Byron St. Cyr: 4600 Mithra: My New Orleans

| January 18, 2018

Byron St. Cyr

4600 Mithra: My New Orleans

Don’t Tell Mama, NYC, January 15, 2018

Reviewed by Bart Greenberg for Cabaret Scenes

Byron St. Cyr
Photo: Larry Hamilton

As a child, Byron St. Cyr spent a lot of time in his grandparents’ home in New Orleans located at 4600 Mithra. There he first discovered a wide range of music, from jazz to country to rock and roll to classical. He even discovered show tunes before he knew they were show tunes (Christmas morning meant John Coltrane’s “My Favorite Things” – who knew it had lyrics – or melody?).

All of these genres were celebrated in St. Cyr’s excellent show. Above all, his delightful personality and free-wheeling sense of humor, along with his keen musical sense, made the evening something special. Kicking off the show with a rocking “Big Chief” (Earl King) and followed by a swinging “That Old Black Magic,” the singer quickly demonstrated his range and sensitivity to lyrics with a bluesy “Spring Can Really Hang You Up the Most.”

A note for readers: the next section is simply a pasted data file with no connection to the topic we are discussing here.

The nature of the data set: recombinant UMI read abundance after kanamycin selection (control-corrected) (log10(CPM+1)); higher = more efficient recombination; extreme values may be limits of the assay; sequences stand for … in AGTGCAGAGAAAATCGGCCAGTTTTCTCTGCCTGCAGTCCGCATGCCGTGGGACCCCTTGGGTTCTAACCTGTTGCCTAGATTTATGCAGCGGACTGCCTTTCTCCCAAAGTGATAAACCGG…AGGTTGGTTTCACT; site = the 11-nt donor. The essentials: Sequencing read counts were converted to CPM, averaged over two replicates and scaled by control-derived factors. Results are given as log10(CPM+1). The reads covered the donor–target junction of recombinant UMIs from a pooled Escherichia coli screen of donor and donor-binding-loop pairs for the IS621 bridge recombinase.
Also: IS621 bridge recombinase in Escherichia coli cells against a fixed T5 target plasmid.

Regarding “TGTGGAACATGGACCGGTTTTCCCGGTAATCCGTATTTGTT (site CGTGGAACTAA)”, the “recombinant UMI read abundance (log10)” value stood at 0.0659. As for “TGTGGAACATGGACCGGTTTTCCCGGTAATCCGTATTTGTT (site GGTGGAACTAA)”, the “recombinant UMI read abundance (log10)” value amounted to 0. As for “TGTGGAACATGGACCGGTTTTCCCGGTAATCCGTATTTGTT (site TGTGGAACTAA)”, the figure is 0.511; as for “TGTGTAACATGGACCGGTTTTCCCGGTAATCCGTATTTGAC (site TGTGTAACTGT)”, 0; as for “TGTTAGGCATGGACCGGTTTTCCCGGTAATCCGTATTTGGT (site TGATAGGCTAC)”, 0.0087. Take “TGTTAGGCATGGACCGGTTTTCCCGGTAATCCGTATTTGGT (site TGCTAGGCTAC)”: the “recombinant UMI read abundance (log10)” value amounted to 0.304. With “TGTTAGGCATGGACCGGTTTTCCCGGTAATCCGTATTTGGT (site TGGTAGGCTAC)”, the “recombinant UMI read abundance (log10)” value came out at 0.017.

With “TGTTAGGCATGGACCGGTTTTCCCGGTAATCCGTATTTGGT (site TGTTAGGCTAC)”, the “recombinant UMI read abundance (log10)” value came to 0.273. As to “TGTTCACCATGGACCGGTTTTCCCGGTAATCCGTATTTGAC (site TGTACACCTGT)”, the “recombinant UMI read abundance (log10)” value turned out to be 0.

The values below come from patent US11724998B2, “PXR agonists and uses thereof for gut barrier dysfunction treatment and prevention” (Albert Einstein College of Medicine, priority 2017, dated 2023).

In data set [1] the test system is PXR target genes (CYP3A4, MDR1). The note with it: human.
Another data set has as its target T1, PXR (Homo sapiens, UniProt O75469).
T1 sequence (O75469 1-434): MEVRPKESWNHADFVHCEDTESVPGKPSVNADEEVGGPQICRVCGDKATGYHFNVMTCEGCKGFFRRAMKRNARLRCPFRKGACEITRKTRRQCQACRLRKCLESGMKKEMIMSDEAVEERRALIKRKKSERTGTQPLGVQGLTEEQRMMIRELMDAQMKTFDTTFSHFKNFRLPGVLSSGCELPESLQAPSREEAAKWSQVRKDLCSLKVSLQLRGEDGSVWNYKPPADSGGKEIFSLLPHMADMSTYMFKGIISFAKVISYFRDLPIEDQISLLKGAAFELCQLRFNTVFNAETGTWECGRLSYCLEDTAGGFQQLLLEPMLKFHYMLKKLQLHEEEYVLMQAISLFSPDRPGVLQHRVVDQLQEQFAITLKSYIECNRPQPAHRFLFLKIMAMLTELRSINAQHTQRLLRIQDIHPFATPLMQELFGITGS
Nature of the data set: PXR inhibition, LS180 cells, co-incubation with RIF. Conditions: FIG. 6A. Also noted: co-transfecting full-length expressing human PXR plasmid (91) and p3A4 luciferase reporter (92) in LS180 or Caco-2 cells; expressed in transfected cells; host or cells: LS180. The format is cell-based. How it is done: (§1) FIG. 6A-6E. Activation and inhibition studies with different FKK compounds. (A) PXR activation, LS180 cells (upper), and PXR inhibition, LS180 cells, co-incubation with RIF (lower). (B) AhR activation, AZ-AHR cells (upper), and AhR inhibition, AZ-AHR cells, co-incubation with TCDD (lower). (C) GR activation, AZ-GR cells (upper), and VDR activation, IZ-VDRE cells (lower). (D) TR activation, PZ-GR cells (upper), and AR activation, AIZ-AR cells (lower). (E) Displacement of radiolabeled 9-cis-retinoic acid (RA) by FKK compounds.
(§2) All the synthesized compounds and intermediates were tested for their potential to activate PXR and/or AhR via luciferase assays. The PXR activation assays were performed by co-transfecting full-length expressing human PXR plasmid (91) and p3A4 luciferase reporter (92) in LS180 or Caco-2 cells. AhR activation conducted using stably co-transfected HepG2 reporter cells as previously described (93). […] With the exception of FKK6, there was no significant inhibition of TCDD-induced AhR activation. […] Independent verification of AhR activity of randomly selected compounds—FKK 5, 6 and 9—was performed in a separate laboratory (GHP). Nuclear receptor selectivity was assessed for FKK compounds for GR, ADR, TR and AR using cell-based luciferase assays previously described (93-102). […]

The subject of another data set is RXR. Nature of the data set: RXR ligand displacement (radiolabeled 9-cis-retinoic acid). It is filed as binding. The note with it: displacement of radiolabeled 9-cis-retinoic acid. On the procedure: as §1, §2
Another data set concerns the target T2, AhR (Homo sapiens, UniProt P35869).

He then announced that, although he had been advised that certain songs should not be swung, it was his show and he was going to swing them if he wanted to. With that, he launched into a surprising version of “The Miller’s Son” that indeed utilized a jazz style without ever losing the lyrics or melody, and allowed him to show off both his humor and his characterization abilities. This was following by a heartbreaking version of “Every Day a Little Death,” shared with guest star Derrick Cobey. A bongo-only backed medley of songs from West Side Story, à la Sammy Davis, Jr., was one of the few misfires of the evening (despite superb playing by Derek Swink) because it lacked any of the heart that the singer thrives on.

Emotion was clearly present when he paused the show to Facetime his grandmother to wish her a happy birthday, and followed a community sing of “Happy Birthday” with a silky serenade of “Stormy Weather.” He wrapped up the show with an emotional “Do You Know What It Means to Miss New Orleans” (Eddie DeLange and Louis Alter) and several audience-demanded encores.

Throughout, in addition to Swink, St. Cyr was strongly supported by pianist/musical director Drew Wutke and bassist Joe Wallace.

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Category: Cabaret Reviews, New York City, New York City Cabaret Reviews, Regional

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